Inflation and the cost of meeting new air-quality standards led to increases in the cost of electricity nationwide, and the impact was keenly felt in the Tennessee Valley region. Even so, Valley rates remained below national averages, despite the region’s traditionally high power consumption.
TVA planned six nuclear plants in addition to Browns Ferry to meet anticipated power demand. But by the late 1970s, the decades-long trend in demand growth had slowed substantially, and building nuclear plants to safe standards proved to be more costly and time-consuming than expected. As a result, TVA cancelled about half the nuclear units then planned.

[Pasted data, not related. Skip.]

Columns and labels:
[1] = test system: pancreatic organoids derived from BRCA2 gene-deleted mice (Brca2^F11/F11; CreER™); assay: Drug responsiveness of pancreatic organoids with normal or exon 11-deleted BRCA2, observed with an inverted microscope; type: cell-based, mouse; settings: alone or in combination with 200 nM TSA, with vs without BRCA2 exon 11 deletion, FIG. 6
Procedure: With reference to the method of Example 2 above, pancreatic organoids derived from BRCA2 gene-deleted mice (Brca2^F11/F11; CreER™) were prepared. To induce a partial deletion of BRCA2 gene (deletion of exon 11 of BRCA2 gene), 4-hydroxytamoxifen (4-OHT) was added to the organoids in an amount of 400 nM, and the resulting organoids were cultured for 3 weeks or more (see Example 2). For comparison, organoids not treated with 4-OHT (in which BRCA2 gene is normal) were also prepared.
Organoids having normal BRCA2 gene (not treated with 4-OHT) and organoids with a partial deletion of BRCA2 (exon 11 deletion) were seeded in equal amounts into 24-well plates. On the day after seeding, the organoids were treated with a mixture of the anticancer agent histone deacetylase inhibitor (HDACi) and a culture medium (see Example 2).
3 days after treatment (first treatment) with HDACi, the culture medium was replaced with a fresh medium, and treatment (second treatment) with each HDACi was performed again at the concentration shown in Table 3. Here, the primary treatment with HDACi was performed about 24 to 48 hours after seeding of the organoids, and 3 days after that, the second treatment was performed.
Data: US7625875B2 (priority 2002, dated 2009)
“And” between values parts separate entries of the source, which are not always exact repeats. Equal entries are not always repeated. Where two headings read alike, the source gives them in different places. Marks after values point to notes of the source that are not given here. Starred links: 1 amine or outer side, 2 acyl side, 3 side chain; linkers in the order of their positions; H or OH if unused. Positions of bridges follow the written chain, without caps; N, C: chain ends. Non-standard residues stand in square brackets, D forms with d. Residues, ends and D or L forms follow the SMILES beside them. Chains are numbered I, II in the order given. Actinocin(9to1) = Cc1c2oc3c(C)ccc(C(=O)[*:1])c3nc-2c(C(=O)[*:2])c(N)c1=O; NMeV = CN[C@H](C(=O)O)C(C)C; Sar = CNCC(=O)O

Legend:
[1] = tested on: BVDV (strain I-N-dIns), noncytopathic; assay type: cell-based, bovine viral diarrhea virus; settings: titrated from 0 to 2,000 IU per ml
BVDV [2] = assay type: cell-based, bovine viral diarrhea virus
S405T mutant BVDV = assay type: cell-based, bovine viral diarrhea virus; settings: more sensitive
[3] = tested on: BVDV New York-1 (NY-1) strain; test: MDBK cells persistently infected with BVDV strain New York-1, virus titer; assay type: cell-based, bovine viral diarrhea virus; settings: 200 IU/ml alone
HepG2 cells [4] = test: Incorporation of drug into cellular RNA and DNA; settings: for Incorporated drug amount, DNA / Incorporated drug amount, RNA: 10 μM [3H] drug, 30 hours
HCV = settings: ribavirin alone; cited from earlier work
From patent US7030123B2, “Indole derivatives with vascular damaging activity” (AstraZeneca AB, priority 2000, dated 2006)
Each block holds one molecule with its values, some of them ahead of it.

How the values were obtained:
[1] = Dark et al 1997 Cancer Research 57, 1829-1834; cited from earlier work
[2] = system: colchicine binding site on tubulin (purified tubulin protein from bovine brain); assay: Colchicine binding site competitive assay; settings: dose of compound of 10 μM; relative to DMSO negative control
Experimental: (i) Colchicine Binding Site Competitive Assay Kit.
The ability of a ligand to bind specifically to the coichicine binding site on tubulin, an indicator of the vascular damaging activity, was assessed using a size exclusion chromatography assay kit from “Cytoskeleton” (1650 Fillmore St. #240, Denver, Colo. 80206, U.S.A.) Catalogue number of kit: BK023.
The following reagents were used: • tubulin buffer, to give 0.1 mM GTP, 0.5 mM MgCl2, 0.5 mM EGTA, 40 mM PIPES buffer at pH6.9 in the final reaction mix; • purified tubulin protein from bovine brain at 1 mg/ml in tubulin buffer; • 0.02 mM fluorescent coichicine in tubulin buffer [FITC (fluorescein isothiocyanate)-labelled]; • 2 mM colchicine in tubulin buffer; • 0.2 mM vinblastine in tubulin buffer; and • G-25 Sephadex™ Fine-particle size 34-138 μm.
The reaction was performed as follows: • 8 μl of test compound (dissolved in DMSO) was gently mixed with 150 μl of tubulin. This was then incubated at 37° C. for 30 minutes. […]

TVA became a national leader in energy conservation during this period, offering free home-energy surveys, home insulation and weatherization programs, and consumer loans for measures to reduce electricity consumption. TVA also began electric-vehicle research and operated the nation’s largest bus and van-pooling system for employees.
TVA reached important air quality agreements with the Environmental Protection Agency and successfully transplanted the snail darter, an endangered species of fish, from what was then believed to be its only habitat near Tellico Dam. Snail darters were later discovered living naturally elsewhere in the region.